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Interview with Page Morgan, author of <em>The Lovely and the Lost</em>
We've had the lovely Page Morgan on the blog before, but I wanted to have her again to celebrate her latest release: The Lovely and the Lost.
If you guys haven't yet read her books, DO. Especially if you're a fan of my (Sooz's) books. The Beautiful and the Cursed will totally appeal to fans of Something Strange & Deadly. I mean, just look at those titles together! ;)
For those of you who don't know the premise:
After a bizarre accident, Ingrid Waverly is forced to leave London with her mother and younger sister, Gabby, trading a world full of fancy dresses and society events for the unfamiliar city of Paris.
In Paris there are no grand balls or glittering parties, and, disturbingly, the house Ingrid’s twin brother, Grayson, found for them isn’t a house at all. It’s an abandoned abbey, its roof lined with stone gargoyles that could almost be mistaken for living, breathing creatures.
And Grayson has gone missing.
No one seems to know of his whereabouts but Luc, a devastatingly handsome servant at their new home.
Ingrid is sure her twin isn’t dead—she can feel it deep in her soul—but she knows he’s in grave danger. It will be up to her and Gabby to navigate the twisted path to Grayson, a path that will lead Ingrid on a discovery of dark secrets and otherworldly truths. And she’ll learn that once they are uncovered, they can never again be buried.
Now on to the interview.
1. Okay. I have to know: where did the idea for The Beautiful and the Cursed come from?
It all started with a picture of a Notre Dame gargoyle. I was struck by this image. It looks like the gargoyle has a heavy burden resting on its shoulders, right? So I did some research and found out gargoyles do have a duty: they protect a structure from evil spirits. I knew there was story potential there, and I was really intrigued by writing about a creature that hasn’t been seen much in books. It took a few years to build the mythology, develop the cast of characters, and research the setting (I’d never been to Paris!).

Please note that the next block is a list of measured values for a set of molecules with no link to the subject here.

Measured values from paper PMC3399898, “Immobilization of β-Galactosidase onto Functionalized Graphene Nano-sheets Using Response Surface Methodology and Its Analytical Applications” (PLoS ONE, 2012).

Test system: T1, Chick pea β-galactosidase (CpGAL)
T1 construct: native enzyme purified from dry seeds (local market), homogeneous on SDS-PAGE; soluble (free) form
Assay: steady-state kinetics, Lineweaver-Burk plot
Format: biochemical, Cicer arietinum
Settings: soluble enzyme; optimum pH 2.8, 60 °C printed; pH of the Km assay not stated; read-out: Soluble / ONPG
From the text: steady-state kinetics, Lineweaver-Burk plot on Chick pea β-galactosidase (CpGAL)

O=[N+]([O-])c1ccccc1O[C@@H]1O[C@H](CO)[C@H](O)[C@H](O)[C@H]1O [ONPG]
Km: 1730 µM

2. You're right that I haven't seen gargoyles in books, and yet everyone is so fascinated by them! Go YOU for seeing a story there! Now, are you a plotter or pantser...or neither?
I used to be a pantser, but now I’m a dedicated plotter. My outlines are extensive. Mini-novels, even. The outline for The Lovely and the Lost was just over 30,000 words! They take months to finish, but once I start writing the actual novel I love knowing exactly what I’m going to write.
3. WOW. I am really fascinated by this! That sounds so efficient! So, with regards to research, what's your primary go-to location—online or in real life? (i.e. I can't live without archive.org)
I’m going to check out archive.org! I use a lot of websites, but I found a great one with lots of old maps of Paris, appropriately named OldMapsofParis.com, and GentlemansEmporium.com for everything having to do with clothing, and a great collection of photographs from the 1900 Universal Exposition in Paris from the Brooklyn Museum. Wikipedia is also my friend!
4. If I recall correctly, you got to visit PARISSSSS for your book. :) What was your favorite thing about the City of Light? (Also, our heroines would totally get along and should TOTALLY hang out there one day. We can pretend, right?)
I did visit Paris!! I wanted to go before I finished writing The Lovely and the Lost, so I took my parents and daughters and we spent a week there. It was overwhelming and beautiful and I absolutely loved it. One of my research outings was to the Paris Sewers (they are REALLY proud of their sewer system, as they should be!) and yes, we actually walked alongside a canal of rushing sewage. There’s a scene in The Lovely and the Lost where I put that experience to good use! And YES, Eleanor, Ingrid, and Gabby would be such an amazing team! I’m thinking a fan fiction contest is needed...
5. OH MY GOSH, THE SEWERS!!! This is incredible. Okay, last question: if you could meet at the pub with any author (alive or dead), whom would you choose?
I’d have to say Jennifer Donnelly, whose new book Deep Blue, just released and is on the top of my to-read list. I’ve loved all of her books, and after my friend met her at BEA and told me how genuine and nice she is, I think I’d like to spend an hour talking about writing and book over a pint of Guinness.
I love it! Thank you SO MUCH for stopping by, Page! I'm super curious about your outlining method—perhaps we can convince you to stop by again with a guest post. ;)
To celebrate having Page on the blog, we're giving away a SIGNED COPY of The Lovely and the Lost! To enter, just fill out the Rafflecopter form below. :)